• “Di” means 2; disaccharides are double-ringed sugars
that result from the combination of 2 monosaccharides
(with the removal of a water molecule) – this is known as
a dehydration synthesis reaction.
– Sucrose (table sugar), lactose and maltose, are
examples of disaccharides.
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Carbohydrates
Disaccharides
• Disaccharides
react with water
in a process
called a
hydrolysis
reaction
• This causes them
to break down
into 2
monosaccharides.
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The Dehydration Synthesis
and Hydrolysis of Sucrose
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Carbohydrates
Disaccharides, cont.
• Recall that peptidoglycan
is found in the cell walls
of all members of the
Domain Bacteria
• Peptidoglycan is a
repeating disaccharide
attached by proteins to
form a lattice that
surrounds and protects
the bacterial cell.
Copyright © 2011 Wolters Kluwer Health | Lippincott Williams & Wilkins
Carbohydrates
Polysaccharides
• The definition of a polysaccharide varies from one reference
book to anothe. In this book, polysaccharides are defined as
carbohydrates that are composed of many monosaccharides.
Most contain hundreds.
– Examples: starch and glycogen
• Polysaccharides serve 2 main functions:
– Storage of energy (e.g., glycogen in animal cells; starch in
plant cells)
– Provide a “tough” molecule for structural support and
protection (e.g., bacterial capsules)
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Carbohydrates
Polysaccharides, cont.
• Polysaccharides are examples of polymers – molecules that
consist of many similar subunits.
• In the presence of the proper enzymes or acids,
polysaccharides may be hydrolyzed or broken down into
disaccharides, and then into monosaccharides.
Hydrolysis of Starch
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Carbohydrates
Polysaccharides, cont.
• Plant and algal cells have cellulose (a polysaccharide) cell
walls to provide support.
• Some protozoa, fungi, and bacteria have enzymes that
can break down cellulose.
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Lipids
• An important class of biomolecules.
• Most lipids are insoluble in water, but soluble in fat
solvents, such as ether, chloroform, and benzene.
• Lipids are essential constituents of most living cells.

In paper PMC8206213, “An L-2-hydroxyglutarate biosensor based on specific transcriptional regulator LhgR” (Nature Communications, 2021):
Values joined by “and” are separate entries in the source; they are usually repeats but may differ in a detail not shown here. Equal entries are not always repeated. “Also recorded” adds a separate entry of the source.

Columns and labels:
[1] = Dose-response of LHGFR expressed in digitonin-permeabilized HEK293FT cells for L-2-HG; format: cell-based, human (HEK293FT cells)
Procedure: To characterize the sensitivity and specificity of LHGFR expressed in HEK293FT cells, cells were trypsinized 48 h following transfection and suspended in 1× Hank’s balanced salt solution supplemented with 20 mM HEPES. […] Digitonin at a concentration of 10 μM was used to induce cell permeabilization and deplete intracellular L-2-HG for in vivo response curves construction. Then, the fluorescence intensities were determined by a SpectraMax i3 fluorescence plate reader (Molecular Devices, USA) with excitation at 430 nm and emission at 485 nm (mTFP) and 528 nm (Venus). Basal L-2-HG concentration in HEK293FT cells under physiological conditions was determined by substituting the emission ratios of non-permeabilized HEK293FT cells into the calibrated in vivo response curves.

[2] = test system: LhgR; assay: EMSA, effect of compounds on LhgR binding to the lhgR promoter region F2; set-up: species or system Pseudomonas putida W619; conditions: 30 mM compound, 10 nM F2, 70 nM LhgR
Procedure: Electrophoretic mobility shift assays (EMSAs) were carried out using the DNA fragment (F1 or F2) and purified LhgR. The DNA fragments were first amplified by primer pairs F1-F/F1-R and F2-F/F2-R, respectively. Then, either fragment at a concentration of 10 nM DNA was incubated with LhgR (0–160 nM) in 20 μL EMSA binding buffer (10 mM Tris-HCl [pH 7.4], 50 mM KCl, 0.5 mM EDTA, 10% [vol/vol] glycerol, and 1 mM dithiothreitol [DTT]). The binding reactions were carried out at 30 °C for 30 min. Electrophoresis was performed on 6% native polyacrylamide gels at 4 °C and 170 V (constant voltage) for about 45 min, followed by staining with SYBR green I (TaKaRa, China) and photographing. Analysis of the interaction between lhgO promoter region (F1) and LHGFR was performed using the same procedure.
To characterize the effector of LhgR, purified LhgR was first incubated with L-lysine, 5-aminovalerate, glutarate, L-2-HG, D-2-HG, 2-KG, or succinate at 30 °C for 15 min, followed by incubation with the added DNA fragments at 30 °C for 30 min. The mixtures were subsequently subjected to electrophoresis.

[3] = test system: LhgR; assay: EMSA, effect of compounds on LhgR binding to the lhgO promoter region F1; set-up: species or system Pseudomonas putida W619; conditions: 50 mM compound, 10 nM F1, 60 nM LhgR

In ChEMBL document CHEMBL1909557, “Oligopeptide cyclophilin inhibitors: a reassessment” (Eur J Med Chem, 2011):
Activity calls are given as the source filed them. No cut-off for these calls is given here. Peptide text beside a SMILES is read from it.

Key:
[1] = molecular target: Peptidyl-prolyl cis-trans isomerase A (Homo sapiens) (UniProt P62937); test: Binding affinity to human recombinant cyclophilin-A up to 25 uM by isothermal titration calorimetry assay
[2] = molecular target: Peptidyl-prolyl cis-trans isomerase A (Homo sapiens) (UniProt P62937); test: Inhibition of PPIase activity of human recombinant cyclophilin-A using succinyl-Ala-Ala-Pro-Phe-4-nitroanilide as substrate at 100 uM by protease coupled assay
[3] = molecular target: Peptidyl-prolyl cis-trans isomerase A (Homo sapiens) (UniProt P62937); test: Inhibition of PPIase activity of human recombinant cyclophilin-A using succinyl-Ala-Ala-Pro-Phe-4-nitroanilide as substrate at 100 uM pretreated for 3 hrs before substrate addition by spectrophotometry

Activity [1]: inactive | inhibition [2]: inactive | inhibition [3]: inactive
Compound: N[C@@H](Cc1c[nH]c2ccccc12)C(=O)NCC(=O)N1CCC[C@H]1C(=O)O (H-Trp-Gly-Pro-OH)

• Lipids can be classified into the following categories:
-Waxes
-Glycolipids
-Fats and oils
-Steroids
-Phospholipids
-Prostoglandins and leukotrienes
Copyright © 2011 Wolters Kluwer Health | Lippincott Williams & Wilkins
The general structure of
some categories of lipids.
Copyright © 2011 Wolters Kluwer Health | Lippincott Williams & Wilkins
Lipids
Fatty Acids
• Fatty acids are the building blocks of lipids; they are
long-chain carboxylic acids that are insoluble in water.
Copyright © 2011 Wolters Kluwer Health | Lippincott Williams & Wilkins
Lipids
Fatty Acids
• Saturated fatty acids contain 1 single bond between
carbon atoms; they are solid at room temperature.
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Lipids
Fatty Acids
• Monounsaturated fatty acids have 1 double bond in the
carbon chain; found in butter, olives, and peanuts.
Copyright © 2011 Wolters Kluwer Health | Lippincott Williams & Wilkins
Lipids
Fatty Acids
• Fatty acids are the building blocks of lipids; they are
long-chain carboxylic acids that are insoluble in water.
Copyright © 2011 Wolters Kluwer Health | Lippincott Williams & Wilkins
Lipids
Waxes
• A wax consists of a saturated fatty acid and a long-chain
alcohol.
– Examples: the wax coating on fruits; leaves; skin, fur, and
feathers of animals.
– The cell wall of Mycobacterium tuberculosis (the causative
agent of tuberculosis) contains waxes.
• These waxes protect M. tuberculosis from digestion
following phagocytosis by white blood cells.
• These waxes make M. tuberculosis difficult to stain and
de-stain; explains why M. tuberculosis is acid-fast.
Copyright © 2011 Wolters Kluwer Health | Lippincott Williams & Wilkins
Lipids
Fats and Oils
• Fats and oils are the most common types of lipids. They are
also known as triglycerides because they are composed of
glycerol and 3 fatty acids.
• Fats are solid at room temperature.
• Oils are liquids at room temperature.
• Most fats come from animal sources (e.g, beef); most oils
come from plant sources (e.g., olive oil).
Copyright © 2011 Wolters Kluwer Health | Lippincott Williams & Wilkins
Lipids
Phospholipids
• Phospholipids contain glycerol, fatty acids, a phosphate
group, and an alcohol. There are 2 types:
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The Lipid Bilayer Structure
of Cell Membranes
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Lipids
Phospholipids, cont.
• The outer membrane of Gram-negative bacterial cell
walls contains lipoproteins and lipopolysaccharide (LPS).
– LPS consists of a lipid and a polysaccharide portion.
• The cell walls of Gram-positive organisms do not contain
LPS.
Copyright © 2011 Wolters Kluwer Health | Lippincott Williams & Wilkins
Proteins
• Proteins are the most essential chemicals in all living
cells; considered “the substance of life.”
• Some proteins are the structural components of
membranes, cells and tissues; others are enzymes and
hormones.
• All proteins are polymers of amino acids.
• All proteins contain carbon, hydrogen, oxygen, and
nitrogen (and sometimes sulfur).
Copyright © 2011 Wolters Kluwer Health | Lippincott Williams & Wilkins
Proteins
Amino Acids
• Amino acids contain carbon, hydrogen, oxygen and nitrogen;
some also have sulfur in the molecule.
• The basic structure of an amino acid is shown here:
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Copyright © 2011 Wolters Kluwer Health | Lippincott Williams & Wilkins
The Formation of a Dipeptide.
Copyright © 2011 Wolters Kluwer Health | Lippincott Williams & Wilkins
Proteins
Enzymes
• Enzymes are protein molecules produced by living cells.
They are known as biological catalysts - that is, they
catalyze metabolic reactions.
– A catalyst is an agent that speeds up a chemical